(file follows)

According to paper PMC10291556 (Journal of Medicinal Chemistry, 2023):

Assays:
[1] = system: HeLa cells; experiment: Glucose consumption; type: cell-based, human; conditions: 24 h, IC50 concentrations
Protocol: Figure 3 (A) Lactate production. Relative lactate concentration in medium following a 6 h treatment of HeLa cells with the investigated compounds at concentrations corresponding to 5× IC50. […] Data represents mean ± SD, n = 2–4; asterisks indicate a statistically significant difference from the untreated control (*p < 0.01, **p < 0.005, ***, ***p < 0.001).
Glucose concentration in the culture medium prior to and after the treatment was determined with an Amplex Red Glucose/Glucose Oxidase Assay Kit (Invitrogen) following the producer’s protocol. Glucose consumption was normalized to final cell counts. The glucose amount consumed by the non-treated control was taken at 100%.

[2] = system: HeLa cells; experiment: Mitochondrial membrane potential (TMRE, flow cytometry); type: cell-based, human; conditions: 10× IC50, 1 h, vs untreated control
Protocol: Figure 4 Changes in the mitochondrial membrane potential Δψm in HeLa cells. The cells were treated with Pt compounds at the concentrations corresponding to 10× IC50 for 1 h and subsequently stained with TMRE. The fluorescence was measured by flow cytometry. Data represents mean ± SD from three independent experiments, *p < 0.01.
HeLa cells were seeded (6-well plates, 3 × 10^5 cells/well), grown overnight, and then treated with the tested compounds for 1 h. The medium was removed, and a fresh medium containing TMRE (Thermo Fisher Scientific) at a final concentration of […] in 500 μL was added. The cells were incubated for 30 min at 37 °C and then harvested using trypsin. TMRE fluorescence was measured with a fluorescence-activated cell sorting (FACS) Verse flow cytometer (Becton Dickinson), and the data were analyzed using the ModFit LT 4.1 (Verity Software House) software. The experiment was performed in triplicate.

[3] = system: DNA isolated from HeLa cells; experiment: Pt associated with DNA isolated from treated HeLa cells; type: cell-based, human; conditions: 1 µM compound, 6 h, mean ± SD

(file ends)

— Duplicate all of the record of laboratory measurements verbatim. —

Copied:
According to paper PMC10291556 (Journal of Medicinal Chemistry, 2023):

Assays:
[1] = system: HeLa cells; experiment: Glucose consumption; type: cell-based, human; conditions: 24 h, IC50 concentrations
Protocol: Figure 3 (A) Lactate production. Relative lactate concentration in medium following a 6 h treatment of HeLa cells with the investigated compounds at concentrations corresponding to 5× IC50. […] Data represents mean ± SD, n = 2–4; asterisks indicate a statistically significant difference from the untreated control (*p < 0.01, **p < 0.005, ***, ***p < 0.001).
Glucose concentration in the culture medium prior to and after the treatment was determined with an Amplex Red Glucose/Glucose Oxidase Assay Kit (Invitrogen) following the producer’s protocol. Glucose consumption was normalized to final cell counts. The glucose amount consumed by the non-treated control was taken at 100%.

[2] = system: HeLa cells; experiment: Mitochondrial membrane potential (TMRE, flow cytometry); type: cell-based, human; conditions: 10× IC50, 1 h, vs untreated control
Protocol: Figure 4 Changes in the mitochondrial membrane potential Δψm in HeLa cells. The cells were treated with Pt compounds at the concentrations corresponding to 10× IC50 for 1 h and subsequently stained with TMRE. The fluorescence was measured by flow cytometry. Data represents mean ± SD from three independent experiments, *p < 0.01.
HeLa cells were seeded (6-well plates, 3 × 10^5 cells/well), grown overnight, and then treated with the tested compounds for 1 h. The medium was removed, and a fresh medium containing TMRE (Thermo Fisher Scientific) at a final concentration of […] in 500 μL was added. The cells were incubated for 30 min at 37 °C and then harvested using trypsin. TMRE fluorescence was measured with a fluorescence-activated cell sorting (FACS) Verse flow cytometer (Becton Dickinson), and the data were analyzed using the ModFit LT 4.1 (Verity Software House) software. The experiment was performed in triplicate.

[3] = system: DNA isolated from HeLa cells; experiment: Pt associated with DNA isolated from treated HeLa cells; type: cell-based, human; conditions: 1 µM compound, 6 h, mean ± SD